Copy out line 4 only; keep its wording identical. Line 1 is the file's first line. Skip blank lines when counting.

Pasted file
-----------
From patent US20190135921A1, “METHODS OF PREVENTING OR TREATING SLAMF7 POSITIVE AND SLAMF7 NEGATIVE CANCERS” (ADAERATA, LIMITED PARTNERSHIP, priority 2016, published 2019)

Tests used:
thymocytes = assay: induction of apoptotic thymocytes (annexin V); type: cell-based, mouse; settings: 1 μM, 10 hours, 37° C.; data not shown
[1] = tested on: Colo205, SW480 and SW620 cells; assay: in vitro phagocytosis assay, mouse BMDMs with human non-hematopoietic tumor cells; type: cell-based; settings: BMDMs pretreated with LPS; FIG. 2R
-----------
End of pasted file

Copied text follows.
[1] = tested on: Colo205, SW480 and SW620 cells; assay: in vitro phagocytosis assay, mouse BMDMs with human non-hematopoietic tumor cells; type: cell-based; settings: BMDMs pretreated with LPS; FIG. 2R